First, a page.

How to Sell Your Home to Family Without Making it Complicated

If you’re planning on selling your home, you might have a relative who might be showing interest in buying it off of you.

That could potentially make things a lot easier for you, considering the fact that there’s no need to market your property, and you can close the deal quickly.

Or, it could turn into an ugly mess that can leave you both on awkward terms with one another.

You want to make sure you get what your home is worth in the current market, but you also don’t want to compromise the relationship with the relative you’re selling to. When it comes to money, anything can happen.

Keep the following tips in mind when selling your house to a relative or close friend so you can keep the relationship intact while getting the most out of the sale.

Be Up Front About Your Relationship

If you or your relative don’t want to land in any hot water with the government, you’d be well-advised to disclose the nature of the relationship between the two of you with your lender. Anyone who fills out an application for mortgage insurance with the Federal Housing Authority will typically be asked to submit an Identity of Interest Certification form if there’s a relationship between the buyer and seller.

It’s not exactly common to have a mortgage denied as a result of family ties, but failure to reveal this information can point to mortgage fraud, which will lead to a denied loan application.

Make Sure Both Sides Are Getting a Good Deal

Your relative might confront you about taking your home off your hands with the intention of getting a hefty discount. And perhaps you might want to help them out in that way.

On the other hand, you might want to get the most out of the deal as possible. But if your relative can get a much better deal on the house down the block, there’s no sense in wheeling and dealing with you.

Either way, dealing with price points on a real estate sale between two parties who are close to each other can lead to major tension.

The best solution to this potentially sticky situation is to have a mutually agreed-upon appraiser come in and evaluate the home for both of you and provide an unbiased opinion of what the home is presently worth under today’s market conditions. That way no one is low-balling anybody, and only the fair price is being worked with.

If you do decide to offer a discount, make sure you’ve got an experienced real estate agent in your corner to help ensure that both parties benefit from the transaction.

Make Sure They Can Afford the House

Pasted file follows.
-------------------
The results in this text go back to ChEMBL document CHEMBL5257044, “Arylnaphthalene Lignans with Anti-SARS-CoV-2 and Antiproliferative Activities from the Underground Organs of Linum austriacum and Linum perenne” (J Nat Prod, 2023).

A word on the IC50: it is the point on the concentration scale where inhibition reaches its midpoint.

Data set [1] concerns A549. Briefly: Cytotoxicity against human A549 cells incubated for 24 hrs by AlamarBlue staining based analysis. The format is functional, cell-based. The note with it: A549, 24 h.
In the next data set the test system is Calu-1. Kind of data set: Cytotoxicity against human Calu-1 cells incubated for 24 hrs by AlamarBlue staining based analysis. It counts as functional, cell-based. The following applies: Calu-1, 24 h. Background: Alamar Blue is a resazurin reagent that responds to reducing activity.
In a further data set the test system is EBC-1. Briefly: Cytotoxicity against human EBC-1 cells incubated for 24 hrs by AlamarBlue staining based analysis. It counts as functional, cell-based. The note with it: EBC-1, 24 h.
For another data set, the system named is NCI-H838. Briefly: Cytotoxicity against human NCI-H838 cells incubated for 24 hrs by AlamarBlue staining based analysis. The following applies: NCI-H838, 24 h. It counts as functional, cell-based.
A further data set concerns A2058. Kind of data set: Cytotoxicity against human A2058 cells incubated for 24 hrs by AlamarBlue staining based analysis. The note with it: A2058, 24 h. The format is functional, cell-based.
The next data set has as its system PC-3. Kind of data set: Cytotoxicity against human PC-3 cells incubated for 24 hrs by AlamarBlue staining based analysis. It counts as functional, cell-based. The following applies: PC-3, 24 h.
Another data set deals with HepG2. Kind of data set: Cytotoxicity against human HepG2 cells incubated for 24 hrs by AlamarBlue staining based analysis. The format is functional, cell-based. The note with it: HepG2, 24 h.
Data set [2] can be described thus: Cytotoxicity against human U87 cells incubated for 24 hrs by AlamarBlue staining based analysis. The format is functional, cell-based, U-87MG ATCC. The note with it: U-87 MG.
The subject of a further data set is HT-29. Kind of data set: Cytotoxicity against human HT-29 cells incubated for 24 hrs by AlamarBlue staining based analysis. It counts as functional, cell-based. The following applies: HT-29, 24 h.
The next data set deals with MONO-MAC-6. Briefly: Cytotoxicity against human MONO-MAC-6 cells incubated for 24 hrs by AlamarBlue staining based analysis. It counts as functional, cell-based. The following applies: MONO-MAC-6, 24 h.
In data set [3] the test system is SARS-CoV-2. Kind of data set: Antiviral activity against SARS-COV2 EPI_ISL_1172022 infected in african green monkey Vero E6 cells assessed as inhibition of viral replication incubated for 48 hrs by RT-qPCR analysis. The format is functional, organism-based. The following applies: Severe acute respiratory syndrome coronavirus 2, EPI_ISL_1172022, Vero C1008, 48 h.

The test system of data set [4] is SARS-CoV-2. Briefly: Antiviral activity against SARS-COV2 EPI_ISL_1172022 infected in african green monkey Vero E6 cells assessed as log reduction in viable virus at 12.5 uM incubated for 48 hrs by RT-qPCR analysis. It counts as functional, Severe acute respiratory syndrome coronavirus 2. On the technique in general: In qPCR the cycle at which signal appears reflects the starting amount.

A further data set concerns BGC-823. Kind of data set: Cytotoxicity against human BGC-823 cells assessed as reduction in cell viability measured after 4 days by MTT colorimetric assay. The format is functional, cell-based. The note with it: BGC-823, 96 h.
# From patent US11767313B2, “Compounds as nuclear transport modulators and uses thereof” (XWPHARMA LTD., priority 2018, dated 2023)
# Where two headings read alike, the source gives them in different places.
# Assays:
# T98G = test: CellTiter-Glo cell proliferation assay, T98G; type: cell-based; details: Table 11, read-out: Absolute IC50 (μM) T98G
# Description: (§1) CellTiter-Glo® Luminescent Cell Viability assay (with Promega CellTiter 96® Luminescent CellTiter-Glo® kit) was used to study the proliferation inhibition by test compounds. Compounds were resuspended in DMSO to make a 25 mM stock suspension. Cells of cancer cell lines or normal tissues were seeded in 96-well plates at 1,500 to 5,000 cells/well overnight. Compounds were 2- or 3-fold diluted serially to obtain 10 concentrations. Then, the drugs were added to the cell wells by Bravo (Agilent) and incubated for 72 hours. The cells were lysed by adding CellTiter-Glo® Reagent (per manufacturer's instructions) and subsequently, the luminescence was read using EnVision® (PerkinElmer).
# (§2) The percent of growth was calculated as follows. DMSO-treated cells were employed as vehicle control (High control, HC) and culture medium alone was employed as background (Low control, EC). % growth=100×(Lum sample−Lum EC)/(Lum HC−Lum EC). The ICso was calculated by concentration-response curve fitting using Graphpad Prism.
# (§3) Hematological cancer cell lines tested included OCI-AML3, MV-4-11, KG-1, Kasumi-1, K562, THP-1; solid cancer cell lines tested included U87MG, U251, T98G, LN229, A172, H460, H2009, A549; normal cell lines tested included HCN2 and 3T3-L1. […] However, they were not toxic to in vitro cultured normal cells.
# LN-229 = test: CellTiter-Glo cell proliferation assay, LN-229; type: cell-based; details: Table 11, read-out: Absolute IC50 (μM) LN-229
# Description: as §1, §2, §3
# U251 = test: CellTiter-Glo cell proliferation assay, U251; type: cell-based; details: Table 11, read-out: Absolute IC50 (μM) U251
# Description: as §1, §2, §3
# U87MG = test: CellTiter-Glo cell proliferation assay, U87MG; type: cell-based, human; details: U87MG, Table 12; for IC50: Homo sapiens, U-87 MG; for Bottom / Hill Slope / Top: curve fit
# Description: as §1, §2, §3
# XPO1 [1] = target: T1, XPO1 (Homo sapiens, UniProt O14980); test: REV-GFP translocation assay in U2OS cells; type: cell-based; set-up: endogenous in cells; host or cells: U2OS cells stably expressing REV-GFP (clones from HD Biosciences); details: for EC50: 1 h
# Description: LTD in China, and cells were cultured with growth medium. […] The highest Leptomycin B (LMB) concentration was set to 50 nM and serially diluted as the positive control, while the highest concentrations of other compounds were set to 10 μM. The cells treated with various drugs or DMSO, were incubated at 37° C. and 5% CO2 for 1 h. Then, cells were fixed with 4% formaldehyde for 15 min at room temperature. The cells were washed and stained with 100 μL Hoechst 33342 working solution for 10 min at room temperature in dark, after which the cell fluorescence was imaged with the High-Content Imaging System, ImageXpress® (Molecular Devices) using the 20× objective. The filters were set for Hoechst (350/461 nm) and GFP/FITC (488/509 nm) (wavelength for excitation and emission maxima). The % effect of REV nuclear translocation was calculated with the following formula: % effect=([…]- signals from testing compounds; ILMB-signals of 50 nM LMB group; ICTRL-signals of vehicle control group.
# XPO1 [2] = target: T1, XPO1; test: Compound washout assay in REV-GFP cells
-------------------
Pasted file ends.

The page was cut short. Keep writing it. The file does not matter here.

Even after you and your relative agree on a price for the home, you still have to make sure they’ve got the finances to back up the purchase. It would be pretty awkward if you both go so far as to have a legal contract drafted up to complete the real estate transaction, only to find out shortly after that they can’t get approved for a mortgage.

Never assume that they’ll be able to find a lender who is willing to loan out the funds needed to finance a big purchase like this. Regardless of whether they’re buying off of someone they know, or a complete stranger, they’ll need to get approved for a mortgage.

If you fail to inquire about whether or not your relative is good for the cash before agreeing to sell to them, you could wind up back in square one if they fail to qualify for a loan.

Act as if you’re selling to any other buyer, and not just a relative, and ask for a pre-approval letter from their lender before you start negotiating on a price.

Get a Home Inspection

Even if the person buying from you has spent a ton of time in your home, that doesn’t necessarily mean they know all the nitty gritty about it, including any potential problems that may be lurking.

Maybe you aren’t even aware of some of the possible issues that might be hiding in your home. If any problems pop up after they’ve bought and moved into the home, it can cause some tension in the relationship.

To prevent that from happening, make sure you have your home inspected by a professional home inspector that you both agree to hire. That way any issues will be uncovered and laid out before the buyer. Not only will this help them make a more informed decision, it’ll also keep things kosher between the two of you.

Deal With Special Tax Issues

If you decide to arrange a seller take-back mortgage with the buyer, make sure you dot your “i’s” and cross your “t’s” with the IRS. That’s because they’ll calculate “imputed interest” when seller-backed mortgages for relatives are involved.

Even if no interest was charged on the mortgage, the IRS will consider interest to have been paid for tax reasons. They calculate imputed interest as a means of collecting tax revenues on mortgages that aren’t attached to any interest, or if the interest rate is extremely low.

Simply put, you could be subject to mortgage interest revenue if you carry a no-interest mortgage for your relatives, and they in turn could owe money in the form of capital gains taxes if the house is flipped for a quick profit.

While plans to sell to a family member have worked for many Americans, they’ve also turned out to be relationship killers for others. To make sure you’re part of the former group, make sure you seek the advice of a real estate agent and mortgage broker to protect both you and the buyer to avoid any problems in the near future.